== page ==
Why is my mugshot online after my case was dismissed?
In Texas, after your case is dismissed, your mugshot and other details of the arrest still appear online because the court records and other data relating to the arrest are still public records.
What can be done about the public records?
Public records of a dismissed case can be destroyed by a process called “expunction” and there are laws prohibiting websites from publishing expunged records. Most dismissed cases are only eligible for expunction after a waiting period that is specified in the statute of limitations. The period is two years for misdemeanors and three years for most felonies.
Unfortunately, the time between the filing of formal charges and the final dismissal is not counted against the limitations period.
What can be done before expunction eligibility?
Some websites charge a hefty fee to remove your mugshot but these fees can add up quickly.
For most people, a better option is to “bury” the mugshot by moving it lower in the search results. With a bit of work, it is possible to hide your mugshot behind virtual stacks of relevant data. Most people will not look past the first page or two of search results, especially when there is interesting content on those first few pages.
How can I hide the mugshot?
You can start by making sure that your full name, rather than a nickname, appears on all your social media and other online profiles.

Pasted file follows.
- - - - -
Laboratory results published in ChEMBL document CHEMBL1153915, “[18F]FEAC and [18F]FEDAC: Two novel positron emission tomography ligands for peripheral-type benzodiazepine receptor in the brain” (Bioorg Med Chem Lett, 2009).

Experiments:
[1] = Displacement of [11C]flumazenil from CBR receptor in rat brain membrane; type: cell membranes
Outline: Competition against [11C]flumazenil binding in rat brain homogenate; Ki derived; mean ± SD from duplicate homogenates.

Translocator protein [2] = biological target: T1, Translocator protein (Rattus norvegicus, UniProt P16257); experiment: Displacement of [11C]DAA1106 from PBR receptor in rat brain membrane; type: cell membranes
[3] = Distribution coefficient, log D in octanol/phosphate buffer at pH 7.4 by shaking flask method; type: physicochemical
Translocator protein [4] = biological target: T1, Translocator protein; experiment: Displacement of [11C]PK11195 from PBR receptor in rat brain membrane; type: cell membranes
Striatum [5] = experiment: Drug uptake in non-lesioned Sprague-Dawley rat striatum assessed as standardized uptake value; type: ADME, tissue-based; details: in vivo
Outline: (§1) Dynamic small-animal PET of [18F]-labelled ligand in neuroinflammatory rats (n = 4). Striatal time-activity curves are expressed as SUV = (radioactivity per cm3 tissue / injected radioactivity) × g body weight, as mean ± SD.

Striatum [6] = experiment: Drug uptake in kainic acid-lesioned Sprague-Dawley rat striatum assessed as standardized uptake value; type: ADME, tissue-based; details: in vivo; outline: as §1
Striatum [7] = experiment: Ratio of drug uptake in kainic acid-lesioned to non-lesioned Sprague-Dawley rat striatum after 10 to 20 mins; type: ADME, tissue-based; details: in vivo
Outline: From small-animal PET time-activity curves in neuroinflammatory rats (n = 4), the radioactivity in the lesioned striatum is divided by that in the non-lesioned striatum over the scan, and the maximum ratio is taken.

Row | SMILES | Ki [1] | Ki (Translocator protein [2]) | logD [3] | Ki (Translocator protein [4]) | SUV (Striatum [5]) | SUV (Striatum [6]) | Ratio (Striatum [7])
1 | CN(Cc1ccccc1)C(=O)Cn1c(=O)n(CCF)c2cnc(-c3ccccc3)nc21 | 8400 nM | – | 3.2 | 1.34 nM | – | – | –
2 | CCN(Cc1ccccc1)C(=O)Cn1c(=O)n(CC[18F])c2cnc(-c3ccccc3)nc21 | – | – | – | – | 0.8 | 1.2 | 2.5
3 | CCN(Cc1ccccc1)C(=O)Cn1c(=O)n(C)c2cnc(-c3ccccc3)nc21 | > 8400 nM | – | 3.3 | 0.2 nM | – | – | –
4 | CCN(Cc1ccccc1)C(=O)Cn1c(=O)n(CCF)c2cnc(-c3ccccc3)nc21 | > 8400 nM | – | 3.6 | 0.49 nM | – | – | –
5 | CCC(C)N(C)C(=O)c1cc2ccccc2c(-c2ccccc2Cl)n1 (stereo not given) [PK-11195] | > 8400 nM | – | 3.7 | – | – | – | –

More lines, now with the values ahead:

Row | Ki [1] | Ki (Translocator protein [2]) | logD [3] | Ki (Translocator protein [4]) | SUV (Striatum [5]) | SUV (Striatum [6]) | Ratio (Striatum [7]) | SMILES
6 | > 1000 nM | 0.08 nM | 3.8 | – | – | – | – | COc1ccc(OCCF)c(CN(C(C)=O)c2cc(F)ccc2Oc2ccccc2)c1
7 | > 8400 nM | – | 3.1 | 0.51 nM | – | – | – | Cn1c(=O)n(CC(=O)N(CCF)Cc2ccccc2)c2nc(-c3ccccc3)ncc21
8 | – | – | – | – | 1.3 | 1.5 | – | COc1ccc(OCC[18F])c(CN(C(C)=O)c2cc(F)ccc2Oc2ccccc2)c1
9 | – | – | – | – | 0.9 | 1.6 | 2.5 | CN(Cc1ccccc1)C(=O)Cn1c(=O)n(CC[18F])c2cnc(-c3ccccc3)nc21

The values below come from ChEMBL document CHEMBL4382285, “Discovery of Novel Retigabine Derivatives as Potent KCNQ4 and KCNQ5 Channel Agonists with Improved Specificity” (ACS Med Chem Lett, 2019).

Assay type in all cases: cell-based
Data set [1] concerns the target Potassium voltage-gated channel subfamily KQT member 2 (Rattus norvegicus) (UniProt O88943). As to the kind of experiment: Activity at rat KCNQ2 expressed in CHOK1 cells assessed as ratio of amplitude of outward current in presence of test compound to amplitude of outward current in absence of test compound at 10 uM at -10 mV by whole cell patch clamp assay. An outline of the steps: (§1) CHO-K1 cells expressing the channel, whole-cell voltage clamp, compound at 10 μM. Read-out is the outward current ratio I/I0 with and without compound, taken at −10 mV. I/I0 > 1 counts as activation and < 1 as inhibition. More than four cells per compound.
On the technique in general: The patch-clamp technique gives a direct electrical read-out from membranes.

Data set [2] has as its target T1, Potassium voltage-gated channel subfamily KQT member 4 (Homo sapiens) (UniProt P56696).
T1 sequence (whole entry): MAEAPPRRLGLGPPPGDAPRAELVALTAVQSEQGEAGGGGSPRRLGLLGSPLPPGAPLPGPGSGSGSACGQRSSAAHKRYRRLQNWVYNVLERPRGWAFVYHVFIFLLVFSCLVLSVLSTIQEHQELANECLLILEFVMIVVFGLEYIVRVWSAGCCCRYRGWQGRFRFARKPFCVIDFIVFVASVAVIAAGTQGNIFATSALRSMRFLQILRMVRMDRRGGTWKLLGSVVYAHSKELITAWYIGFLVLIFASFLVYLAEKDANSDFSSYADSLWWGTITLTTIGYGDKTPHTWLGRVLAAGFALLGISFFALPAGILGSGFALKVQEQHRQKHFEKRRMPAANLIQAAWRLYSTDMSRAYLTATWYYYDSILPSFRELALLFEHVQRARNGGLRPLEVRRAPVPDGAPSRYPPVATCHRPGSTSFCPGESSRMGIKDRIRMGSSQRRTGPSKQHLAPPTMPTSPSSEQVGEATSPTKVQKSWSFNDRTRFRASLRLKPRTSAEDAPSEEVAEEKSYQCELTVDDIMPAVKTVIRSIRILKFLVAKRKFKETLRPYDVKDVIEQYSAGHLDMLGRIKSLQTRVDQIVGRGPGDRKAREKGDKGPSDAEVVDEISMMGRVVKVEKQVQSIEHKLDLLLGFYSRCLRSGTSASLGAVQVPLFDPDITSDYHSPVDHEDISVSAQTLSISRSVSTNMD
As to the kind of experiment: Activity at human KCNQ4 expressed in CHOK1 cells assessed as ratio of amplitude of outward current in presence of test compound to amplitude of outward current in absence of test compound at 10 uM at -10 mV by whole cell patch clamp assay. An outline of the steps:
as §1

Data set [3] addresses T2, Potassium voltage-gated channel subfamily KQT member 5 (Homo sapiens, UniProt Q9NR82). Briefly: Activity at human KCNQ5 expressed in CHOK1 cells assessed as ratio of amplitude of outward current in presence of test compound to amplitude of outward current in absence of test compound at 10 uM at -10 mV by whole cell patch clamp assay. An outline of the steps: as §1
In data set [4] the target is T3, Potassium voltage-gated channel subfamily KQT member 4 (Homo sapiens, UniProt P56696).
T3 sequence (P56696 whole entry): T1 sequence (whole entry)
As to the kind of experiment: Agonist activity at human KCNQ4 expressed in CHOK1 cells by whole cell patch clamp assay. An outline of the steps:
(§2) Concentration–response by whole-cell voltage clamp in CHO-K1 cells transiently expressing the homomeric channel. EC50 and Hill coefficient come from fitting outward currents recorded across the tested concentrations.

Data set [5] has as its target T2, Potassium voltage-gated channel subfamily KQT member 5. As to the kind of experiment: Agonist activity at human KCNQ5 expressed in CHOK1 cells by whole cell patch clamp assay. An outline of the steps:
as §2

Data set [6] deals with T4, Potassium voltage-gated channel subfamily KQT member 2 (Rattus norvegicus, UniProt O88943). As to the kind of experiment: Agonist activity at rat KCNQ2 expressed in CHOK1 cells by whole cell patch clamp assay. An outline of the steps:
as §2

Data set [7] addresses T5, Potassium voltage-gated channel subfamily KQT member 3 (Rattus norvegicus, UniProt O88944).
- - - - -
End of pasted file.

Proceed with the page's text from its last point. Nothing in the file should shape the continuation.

The next step is to register multiple other online accounts and post relevant content about yourself. Upload photos, share recipes, post comments, and generally provide as much demographic information as possible. If possible, use your full name as your screen name and find opportunities to link the new account with your existing accounts. Here are some ideas for registering online user accounts:
- Google place reviews
- Local newspaper comments section
- Message boards relevant to your career, hobbies, or local sports team
- Rotten Tomatoes
- Stack Exchange
- Snopes.com (message board section)
- Yahoo! Answers
Warning: Do NOT post content that might embarrass or harm you in other ways if it ends up in the hands of someone unexpected (like your boss or the opposing party in a civil lawsuit) and try to keep your comments focused on non-controversial topics because it is possible they will be around for decades.
Be sure to use the private or “incognito” mode in your web browser when searching for your own name. Some search engines customize the results page to elevate pages you’ve previously viewed, which can make it seem like you are not making any progress in your efforts to hide the mugshot. When you search in private mode, the displayed results will be similar to what other people in your geographic area will see, without the historical data.
Local charities and political candidates often have a web page with a list of supporters. You may be able to get your name on these lists with a small donation, especially in elections for minor offices like Precinct Constable or School Board. These donations can be a good investment because the best search engines prioritize local websites in their search results.
A few mugshot websites allow people to “opt out” of having their information displayed. It is worth taking a few minutes to explore a website that has published your arrest data in order to determine if this option is available to you.
What about the seven-year rule?
Until they are expunged, mugshots from dismissed cases can appear online forever. Most mugshot websites do not meet the legal definition of a Consumer Reporting Agency and are not subject to the seven-year-limit required by the Fair Credit Reporting Act.